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Atty. Gen. Holder decries hate-inspired violence in Kansas

Laws and LegislationCrime, Law and JusticeHate CrimesCrimeBarack ObamaPassoverGun Control

WASHINGTON — Hate crimes are an affront to the nation, Atty. Gen. Eric H. Holder Jr. said Thursday at a memorial service for the three victims of the shootings outside two Jewish centers near Kansas City, Mo.

Holder, playing a role often filled by President Obama after such tragedies, attempted to comfort the community of Overland Park, Kan., where the three lost their lives in shootings allegedly committed by white supremacist Frazier Glenn Cross Jr., also known as Frazier Glenn Miller Jr. 

“Every alleged hate crime, no matter the intended target, is an affront to who we are – and who we have always been – both as a country and as a people,” said Holder, according to his prepared remarks released by the Justice Department. “These acts cannot be ignored. And their impact is not limited to particular communities or individuals.”

Holder went through the roll of the dead from the latest in a series of mass shootings that have plagued the country, leading Holder and Obama to call on Congress to pass tighter gun laws, but in vain.

“Terri LaManno was a dedicated occupational therapist; a loving wife to her husband, Jim, with whom she should have celebrated her 25th anniversary on Tuesday; and a wonderful mother to their three children,” Holder said.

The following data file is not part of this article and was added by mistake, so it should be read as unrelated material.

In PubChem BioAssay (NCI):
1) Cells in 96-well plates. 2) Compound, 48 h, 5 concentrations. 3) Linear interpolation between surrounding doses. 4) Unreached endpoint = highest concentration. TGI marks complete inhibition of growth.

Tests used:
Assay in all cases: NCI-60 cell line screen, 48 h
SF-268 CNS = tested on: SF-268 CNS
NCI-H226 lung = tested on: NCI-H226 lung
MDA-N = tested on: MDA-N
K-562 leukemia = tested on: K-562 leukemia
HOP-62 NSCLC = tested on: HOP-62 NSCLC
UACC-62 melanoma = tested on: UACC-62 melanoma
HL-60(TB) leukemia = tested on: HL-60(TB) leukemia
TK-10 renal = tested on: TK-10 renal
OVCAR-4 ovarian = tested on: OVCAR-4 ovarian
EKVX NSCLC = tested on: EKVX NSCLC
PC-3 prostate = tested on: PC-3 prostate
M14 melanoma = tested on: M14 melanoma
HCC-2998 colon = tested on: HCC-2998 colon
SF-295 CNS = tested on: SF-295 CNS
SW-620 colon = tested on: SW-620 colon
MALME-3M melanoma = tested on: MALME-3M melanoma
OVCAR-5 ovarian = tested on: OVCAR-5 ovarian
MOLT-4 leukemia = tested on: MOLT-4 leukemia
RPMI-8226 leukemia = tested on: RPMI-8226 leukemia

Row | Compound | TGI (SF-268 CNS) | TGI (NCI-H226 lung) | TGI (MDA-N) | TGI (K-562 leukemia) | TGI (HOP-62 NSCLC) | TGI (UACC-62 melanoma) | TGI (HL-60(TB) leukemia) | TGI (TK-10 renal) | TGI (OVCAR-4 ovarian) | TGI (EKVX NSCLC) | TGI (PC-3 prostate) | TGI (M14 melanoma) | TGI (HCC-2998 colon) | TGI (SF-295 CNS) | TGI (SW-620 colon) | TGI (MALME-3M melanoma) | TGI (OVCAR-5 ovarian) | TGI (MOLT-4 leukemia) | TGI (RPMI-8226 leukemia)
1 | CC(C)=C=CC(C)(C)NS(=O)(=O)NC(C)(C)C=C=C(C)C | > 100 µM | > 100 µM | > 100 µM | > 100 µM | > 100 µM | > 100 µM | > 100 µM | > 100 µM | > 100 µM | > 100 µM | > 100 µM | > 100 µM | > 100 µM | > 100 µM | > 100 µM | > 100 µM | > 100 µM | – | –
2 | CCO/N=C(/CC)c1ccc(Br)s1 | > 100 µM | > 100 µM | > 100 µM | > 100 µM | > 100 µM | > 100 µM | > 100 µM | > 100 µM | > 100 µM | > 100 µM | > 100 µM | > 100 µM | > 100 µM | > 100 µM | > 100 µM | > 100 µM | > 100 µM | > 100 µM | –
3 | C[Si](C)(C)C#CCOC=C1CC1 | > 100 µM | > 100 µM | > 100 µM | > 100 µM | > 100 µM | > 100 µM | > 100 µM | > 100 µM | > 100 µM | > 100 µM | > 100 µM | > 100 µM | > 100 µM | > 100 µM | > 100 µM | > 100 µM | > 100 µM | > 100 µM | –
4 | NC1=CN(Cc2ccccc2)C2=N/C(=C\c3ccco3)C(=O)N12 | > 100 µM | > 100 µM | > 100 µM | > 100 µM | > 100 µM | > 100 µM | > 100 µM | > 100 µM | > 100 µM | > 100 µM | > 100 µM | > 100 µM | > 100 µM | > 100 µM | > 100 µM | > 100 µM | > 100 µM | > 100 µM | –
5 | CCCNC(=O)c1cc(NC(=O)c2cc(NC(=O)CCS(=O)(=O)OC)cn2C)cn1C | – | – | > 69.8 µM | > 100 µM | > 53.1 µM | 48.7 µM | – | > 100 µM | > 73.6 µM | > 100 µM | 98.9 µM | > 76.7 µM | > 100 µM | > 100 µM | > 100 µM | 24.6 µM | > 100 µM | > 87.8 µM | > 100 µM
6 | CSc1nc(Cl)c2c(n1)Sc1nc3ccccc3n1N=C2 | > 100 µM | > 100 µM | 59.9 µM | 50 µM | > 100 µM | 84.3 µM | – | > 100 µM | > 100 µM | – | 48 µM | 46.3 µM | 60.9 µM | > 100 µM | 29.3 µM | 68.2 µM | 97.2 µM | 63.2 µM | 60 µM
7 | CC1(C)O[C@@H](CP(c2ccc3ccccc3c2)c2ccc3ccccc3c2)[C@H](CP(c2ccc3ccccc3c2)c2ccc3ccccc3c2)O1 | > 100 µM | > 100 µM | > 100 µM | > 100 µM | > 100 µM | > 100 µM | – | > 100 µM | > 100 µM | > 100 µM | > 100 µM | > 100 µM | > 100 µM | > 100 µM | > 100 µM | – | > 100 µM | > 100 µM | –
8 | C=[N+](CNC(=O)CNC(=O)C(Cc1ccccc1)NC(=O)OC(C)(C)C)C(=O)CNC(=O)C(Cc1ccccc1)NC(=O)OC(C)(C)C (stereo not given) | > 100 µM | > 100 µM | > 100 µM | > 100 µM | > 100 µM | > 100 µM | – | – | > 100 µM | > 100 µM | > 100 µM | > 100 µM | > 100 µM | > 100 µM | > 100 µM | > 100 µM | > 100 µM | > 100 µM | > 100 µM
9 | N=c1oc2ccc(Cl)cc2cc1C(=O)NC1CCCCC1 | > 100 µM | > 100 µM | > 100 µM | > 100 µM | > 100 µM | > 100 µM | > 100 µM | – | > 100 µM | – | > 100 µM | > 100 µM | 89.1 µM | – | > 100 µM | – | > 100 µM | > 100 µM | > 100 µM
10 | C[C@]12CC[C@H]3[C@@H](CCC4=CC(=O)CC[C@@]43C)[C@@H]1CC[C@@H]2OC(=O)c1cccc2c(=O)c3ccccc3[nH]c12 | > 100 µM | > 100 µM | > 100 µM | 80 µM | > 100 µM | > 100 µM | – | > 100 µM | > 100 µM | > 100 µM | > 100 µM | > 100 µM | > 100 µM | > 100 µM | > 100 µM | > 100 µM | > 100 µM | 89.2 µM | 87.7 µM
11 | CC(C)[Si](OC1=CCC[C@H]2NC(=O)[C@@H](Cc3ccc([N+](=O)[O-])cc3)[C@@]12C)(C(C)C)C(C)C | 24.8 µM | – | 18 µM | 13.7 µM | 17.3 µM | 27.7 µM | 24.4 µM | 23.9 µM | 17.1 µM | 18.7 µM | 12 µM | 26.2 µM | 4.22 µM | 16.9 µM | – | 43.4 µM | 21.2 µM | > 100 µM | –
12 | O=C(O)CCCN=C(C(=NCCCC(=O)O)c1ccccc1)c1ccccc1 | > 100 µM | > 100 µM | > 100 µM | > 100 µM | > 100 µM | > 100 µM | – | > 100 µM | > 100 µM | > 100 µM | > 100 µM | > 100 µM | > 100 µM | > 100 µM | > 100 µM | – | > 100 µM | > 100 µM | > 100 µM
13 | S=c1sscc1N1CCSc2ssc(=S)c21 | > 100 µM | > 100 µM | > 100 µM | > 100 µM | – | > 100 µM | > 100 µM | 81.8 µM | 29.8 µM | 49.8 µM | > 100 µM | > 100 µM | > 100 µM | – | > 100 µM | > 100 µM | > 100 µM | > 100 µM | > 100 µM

“William Lewis Corporon was a highly respected physician who moved to Johnson County from Oklahoma to be closer to his grandchildren. And he planned to spend a portion of last Sunday bringing his talented grandson, Reat Griffin Underwood – a 14-year-old Eagle Scout with a beautiful voice and a passion for theater and debate – to a singing competition.

“But on Sunday afternoon, as they and others went about their daily business, and as Kansas City’s thriving Jewish population prepared for the festival of Passover – this community was targeted by a senseless and unspeakable act of violence. And Terri, William, and Reat were taken from us – far too suddenly, and far too soon.

“We grieve for the friends and family members who knew them best and loved them most. And we pledge that we will support you – as one community and one nation – not only in sorrow, but in strength; united by tragedy, but bound together by unyielding resolve in the face of hate-fueled violence.”

tim.phelps@latimes.com

Twitter: @timphelpsLAT

Copyright © 2014, Los Angeles Times
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Laws and LegislationCrime, Law and JusticeHate CrimesCrimeBarack ObamaPassoverGun Control
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